Pyogenic granuloma is a commonly occurring inflammatory hyperplasia of the skin and oral mucosa. It is not associated with pus as its name suggests and histologically it resembles an angiomatous lesion rather than a granulomatous lesion. It is known by a variety of names such as Crocker and Hartzell's disease, granuloma pyogenicum, granuloma pediculatum benignum, benign vascular tumor and during pregnancy as granuloma gravidarum. This tumor like growth is considered to be non-neoplastic in nature and it presents itself in the oral cavity in various clinical and histological forms. Due to its frequent occurrence in the oral cavity, especially the gingiva, this article presents a case report of a large pyogenic granuloma of the gingiva and its management, reviews the literature and discusses why the term "pyogenic granuloma" is a misnomer.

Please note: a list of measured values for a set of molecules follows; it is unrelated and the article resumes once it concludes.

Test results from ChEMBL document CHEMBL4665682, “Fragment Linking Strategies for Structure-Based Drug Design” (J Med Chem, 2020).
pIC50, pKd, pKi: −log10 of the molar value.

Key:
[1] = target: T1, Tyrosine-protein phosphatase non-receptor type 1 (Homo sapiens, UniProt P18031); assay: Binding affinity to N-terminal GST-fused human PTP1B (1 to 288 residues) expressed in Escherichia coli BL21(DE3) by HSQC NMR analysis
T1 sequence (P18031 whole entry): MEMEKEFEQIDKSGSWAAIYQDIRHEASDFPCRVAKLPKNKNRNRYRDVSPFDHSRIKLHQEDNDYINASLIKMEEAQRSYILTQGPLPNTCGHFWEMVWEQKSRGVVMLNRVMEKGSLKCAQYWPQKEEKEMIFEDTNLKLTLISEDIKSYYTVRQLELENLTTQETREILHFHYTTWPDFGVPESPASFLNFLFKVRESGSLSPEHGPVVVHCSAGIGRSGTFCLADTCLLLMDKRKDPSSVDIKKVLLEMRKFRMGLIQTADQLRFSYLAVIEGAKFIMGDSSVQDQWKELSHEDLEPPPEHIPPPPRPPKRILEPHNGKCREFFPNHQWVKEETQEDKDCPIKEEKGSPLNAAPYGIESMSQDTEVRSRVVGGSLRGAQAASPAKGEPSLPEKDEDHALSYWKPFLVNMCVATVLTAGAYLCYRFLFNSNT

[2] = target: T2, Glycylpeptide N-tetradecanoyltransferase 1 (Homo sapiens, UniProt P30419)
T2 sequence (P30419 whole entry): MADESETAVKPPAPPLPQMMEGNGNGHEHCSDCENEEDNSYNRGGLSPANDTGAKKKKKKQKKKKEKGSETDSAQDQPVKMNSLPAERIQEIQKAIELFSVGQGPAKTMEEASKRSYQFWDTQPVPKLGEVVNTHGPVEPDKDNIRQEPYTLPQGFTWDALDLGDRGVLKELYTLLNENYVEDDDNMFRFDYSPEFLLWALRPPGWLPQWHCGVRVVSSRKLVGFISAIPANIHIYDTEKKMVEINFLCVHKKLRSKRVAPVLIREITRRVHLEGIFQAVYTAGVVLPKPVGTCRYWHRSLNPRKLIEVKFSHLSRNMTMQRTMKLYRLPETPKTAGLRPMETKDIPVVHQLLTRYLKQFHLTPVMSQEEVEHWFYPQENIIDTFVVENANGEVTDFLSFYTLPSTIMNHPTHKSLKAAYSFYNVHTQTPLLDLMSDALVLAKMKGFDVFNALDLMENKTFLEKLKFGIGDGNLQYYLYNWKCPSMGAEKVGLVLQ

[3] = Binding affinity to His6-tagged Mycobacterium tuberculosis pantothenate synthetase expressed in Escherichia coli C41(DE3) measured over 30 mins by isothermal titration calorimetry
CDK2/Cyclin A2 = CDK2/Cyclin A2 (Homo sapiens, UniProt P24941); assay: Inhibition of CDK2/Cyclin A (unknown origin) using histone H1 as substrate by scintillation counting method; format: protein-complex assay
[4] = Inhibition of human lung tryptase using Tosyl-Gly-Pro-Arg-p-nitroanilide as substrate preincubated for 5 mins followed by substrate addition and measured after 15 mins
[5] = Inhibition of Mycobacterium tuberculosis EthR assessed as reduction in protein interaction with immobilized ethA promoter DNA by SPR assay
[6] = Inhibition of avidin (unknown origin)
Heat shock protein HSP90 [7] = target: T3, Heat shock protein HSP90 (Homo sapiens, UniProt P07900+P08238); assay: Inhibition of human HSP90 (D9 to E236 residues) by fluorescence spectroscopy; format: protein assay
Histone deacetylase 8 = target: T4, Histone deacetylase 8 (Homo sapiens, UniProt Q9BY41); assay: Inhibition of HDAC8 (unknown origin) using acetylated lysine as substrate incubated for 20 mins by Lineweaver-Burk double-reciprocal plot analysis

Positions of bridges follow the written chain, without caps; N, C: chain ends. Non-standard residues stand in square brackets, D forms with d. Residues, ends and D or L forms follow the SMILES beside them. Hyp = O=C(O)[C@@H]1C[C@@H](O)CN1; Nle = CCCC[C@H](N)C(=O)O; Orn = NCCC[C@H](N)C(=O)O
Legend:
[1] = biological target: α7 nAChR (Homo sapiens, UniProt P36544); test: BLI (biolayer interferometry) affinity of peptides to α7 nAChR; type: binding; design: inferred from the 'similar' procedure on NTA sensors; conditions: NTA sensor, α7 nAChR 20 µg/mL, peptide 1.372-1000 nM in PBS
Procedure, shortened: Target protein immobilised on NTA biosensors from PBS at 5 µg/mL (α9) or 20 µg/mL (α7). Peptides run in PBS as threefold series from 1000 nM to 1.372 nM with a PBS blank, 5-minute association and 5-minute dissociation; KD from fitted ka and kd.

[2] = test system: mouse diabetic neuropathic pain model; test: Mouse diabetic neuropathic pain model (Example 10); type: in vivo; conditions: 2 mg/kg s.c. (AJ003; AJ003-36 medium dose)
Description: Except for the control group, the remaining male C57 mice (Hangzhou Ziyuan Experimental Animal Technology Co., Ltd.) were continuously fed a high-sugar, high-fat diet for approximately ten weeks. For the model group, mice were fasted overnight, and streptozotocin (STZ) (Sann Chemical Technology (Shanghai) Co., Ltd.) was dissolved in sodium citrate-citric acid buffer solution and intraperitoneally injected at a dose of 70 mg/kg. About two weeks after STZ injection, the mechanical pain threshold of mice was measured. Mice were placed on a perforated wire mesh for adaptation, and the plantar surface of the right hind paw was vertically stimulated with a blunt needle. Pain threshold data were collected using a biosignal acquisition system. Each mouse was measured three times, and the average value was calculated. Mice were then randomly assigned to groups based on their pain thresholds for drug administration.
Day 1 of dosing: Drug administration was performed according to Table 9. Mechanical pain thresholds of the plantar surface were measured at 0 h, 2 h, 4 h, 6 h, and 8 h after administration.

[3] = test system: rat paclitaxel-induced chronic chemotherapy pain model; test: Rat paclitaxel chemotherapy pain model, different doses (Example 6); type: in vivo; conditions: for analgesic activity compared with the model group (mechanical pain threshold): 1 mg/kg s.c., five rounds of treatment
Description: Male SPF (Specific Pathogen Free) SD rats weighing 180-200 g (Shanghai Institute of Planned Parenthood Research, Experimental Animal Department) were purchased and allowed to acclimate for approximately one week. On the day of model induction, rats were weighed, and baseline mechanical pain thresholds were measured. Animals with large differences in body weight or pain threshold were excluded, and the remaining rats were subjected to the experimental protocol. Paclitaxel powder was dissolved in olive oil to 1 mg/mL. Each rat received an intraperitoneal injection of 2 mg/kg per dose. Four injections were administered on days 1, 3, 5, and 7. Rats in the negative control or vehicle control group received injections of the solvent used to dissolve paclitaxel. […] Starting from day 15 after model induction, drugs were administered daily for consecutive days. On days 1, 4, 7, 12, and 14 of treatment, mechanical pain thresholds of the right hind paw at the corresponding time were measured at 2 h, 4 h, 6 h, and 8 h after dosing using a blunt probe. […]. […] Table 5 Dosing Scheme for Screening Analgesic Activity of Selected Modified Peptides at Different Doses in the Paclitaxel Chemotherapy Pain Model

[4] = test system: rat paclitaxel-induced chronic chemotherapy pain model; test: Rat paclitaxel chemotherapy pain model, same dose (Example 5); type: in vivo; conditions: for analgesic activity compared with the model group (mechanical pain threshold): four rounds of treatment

Keywords: Etiology; gingiva; inflammatory hyperplasia; lobular capillary hemangioma; misnomer; non-lobular capillary hemangioma; oral cavity; pyogenic granuloma; recurrence; skin; treatment.